House Training How Tos:

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House Training How Tos:

This is a discussion on House Training How Tos: within the Housetraining forums, part of the Dog Training and Behavior category; *** Supervision is the most important part of house training*** -You need to watch any new dog/puppy in your house, regardless of age so that ...

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Old 10-27-2009, 06:12 PM
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House Training How Tos:

*** Supervision is the most important part of house training***

-You need to watch any new dog/puppy in your house, regardless of age so that you can prevent "accidents"

-If your dog or puppy has an accident in the house, it is your fault not the dogs. NEVER EVER PUNISH A DOG OR PUPPY FOR GOING POTTY IN THE WRONG PLACE!!! more on this later...

*** If you cannot supervise your new dog/puppy, then you need to confine them. A crate, exercise pen, or room that you've already set up and accustomed them to are all good places to do this.***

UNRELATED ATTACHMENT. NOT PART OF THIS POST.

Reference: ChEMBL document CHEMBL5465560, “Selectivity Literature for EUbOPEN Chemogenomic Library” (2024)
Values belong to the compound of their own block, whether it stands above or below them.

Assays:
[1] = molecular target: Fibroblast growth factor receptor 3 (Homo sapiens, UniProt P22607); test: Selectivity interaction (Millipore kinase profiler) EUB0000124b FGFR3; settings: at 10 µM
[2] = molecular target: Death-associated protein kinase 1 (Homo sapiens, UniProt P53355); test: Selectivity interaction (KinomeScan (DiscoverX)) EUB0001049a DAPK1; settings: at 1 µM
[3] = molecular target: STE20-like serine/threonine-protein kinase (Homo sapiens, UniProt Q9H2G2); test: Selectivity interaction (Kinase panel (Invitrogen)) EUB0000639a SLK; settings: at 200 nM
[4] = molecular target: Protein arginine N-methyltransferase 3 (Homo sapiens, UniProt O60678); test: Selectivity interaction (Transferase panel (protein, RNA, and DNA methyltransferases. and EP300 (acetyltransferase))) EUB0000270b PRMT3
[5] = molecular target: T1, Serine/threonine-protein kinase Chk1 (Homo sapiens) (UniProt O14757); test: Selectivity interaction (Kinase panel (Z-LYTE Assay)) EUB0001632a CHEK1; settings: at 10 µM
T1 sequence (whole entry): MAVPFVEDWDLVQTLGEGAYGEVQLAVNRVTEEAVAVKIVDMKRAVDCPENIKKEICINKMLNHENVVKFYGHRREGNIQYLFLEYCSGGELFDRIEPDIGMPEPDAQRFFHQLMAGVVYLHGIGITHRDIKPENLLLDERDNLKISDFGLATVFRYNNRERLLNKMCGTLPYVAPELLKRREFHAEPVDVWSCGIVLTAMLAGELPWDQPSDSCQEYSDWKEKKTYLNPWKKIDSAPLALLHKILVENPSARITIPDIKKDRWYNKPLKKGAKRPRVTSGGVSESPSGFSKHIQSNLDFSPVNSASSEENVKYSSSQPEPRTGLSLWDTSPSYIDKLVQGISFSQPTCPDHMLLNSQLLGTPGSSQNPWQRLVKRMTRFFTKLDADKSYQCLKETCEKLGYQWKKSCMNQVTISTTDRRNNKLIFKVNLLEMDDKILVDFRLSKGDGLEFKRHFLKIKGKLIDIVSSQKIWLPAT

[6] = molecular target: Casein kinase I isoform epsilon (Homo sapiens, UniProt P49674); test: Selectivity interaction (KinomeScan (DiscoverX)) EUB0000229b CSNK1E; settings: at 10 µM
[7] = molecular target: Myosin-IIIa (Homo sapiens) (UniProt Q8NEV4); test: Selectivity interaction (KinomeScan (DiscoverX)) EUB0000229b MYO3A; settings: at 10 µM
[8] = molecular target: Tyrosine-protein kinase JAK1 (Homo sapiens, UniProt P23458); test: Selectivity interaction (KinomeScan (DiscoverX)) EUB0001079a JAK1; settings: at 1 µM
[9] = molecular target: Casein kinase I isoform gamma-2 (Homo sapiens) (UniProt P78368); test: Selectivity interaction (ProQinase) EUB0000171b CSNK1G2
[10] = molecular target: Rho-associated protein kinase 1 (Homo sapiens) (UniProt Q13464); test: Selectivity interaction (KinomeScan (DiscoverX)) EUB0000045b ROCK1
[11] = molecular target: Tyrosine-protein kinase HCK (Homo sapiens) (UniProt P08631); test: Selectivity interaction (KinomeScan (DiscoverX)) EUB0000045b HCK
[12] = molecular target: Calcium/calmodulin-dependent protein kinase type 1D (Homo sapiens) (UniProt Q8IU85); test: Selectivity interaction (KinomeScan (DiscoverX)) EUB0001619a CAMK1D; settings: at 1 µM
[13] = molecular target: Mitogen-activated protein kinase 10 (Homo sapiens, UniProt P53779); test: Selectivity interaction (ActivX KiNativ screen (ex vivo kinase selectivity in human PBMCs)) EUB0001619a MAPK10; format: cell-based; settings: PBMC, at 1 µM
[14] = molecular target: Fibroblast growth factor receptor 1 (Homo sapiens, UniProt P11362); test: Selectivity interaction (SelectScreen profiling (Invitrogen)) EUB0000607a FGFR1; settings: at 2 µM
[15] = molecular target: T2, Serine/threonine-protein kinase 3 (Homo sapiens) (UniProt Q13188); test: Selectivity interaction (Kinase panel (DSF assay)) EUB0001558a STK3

***Once you have set up a place to keep the dog/puppy when you cannot supervise him and figured out how to keep an eye on him when he isn't confined you need to think about feeding/watering schedules.***

-Basically, if stuff goes in at a certain time, you can also expect it to come out at a certain time. Many people feed 2xs per day, once in the morning and once in the evening. Young puppies will need to be fed at least one extra meal per day, usually mid-day(3x day).

***This brings me to timing...timing is a very important part of the process. How often should you take your dog/puppy out to relieve himself?***

- Regardless of age, a dog will usually need to go after playtimes, when he wakes up from a nap and about 15-20 minutes after a meal. Otherwise try to take him out every 30-60 minutes.